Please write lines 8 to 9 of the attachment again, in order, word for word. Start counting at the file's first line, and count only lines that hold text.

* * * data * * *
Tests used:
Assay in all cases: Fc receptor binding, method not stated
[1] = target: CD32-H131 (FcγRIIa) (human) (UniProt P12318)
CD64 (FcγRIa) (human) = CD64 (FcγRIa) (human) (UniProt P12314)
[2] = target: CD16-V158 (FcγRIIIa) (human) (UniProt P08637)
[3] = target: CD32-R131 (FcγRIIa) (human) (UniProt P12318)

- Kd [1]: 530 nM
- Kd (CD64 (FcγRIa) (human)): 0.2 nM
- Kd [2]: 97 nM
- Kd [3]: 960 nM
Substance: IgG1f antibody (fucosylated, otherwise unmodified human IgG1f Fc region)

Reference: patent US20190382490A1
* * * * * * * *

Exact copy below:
- Kd (CD64 (FcγRIa) (human)): 0.2 nM
- Kd [2]: 97 nM